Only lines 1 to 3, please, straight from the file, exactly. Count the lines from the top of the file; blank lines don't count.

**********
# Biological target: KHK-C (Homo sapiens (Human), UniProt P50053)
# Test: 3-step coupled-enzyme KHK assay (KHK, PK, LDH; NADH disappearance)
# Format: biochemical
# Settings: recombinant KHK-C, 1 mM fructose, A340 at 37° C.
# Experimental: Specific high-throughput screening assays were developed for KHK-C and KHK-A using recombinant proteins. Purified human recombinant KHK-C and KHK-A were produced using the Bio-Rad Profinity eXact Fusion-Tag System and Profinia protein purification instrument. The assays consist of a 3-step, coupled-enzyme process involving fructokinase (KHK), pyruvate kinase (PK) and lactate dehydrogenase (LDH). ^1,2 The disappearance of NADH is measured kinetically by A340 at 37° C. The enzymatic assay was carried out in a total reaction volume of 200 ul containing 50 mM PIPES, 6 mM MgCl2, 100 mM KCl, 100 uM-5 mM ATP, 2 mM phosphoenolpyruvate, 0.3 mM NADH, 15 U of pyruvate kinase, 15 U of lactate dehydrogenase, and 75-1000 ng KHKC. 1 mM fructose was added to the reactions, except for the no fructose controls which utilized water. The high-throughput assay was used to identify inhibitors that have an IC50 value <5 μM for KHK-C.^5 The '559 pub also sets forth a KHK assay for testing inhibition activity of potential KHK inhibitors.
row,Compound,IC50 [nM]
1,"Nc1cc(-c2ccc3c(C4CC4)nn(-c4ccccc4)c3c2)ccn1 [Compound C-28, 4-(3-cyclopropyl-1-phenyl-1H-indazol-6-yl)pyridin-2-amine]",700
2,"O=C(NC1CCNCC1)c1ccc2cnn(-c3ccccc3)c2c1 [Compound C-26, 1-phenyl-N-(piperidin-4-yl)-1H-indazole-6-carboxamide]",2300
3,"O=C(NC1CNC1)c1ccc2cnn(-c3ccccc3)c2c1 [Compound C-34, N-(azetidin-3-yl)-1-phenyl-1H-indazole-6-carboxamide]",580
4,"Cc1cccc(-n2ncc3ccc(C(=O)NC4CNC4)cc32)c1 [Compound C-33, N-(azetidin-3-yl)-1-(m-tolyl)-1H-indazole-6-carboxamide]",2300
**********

# Biological target: KHK-C (Homo sapiens (Human), UniProt P50053)
# Test: 3-step coupled-enzyme KHK assay (KHK, PK, LDH; NADH disappearance)
# Format: biochemical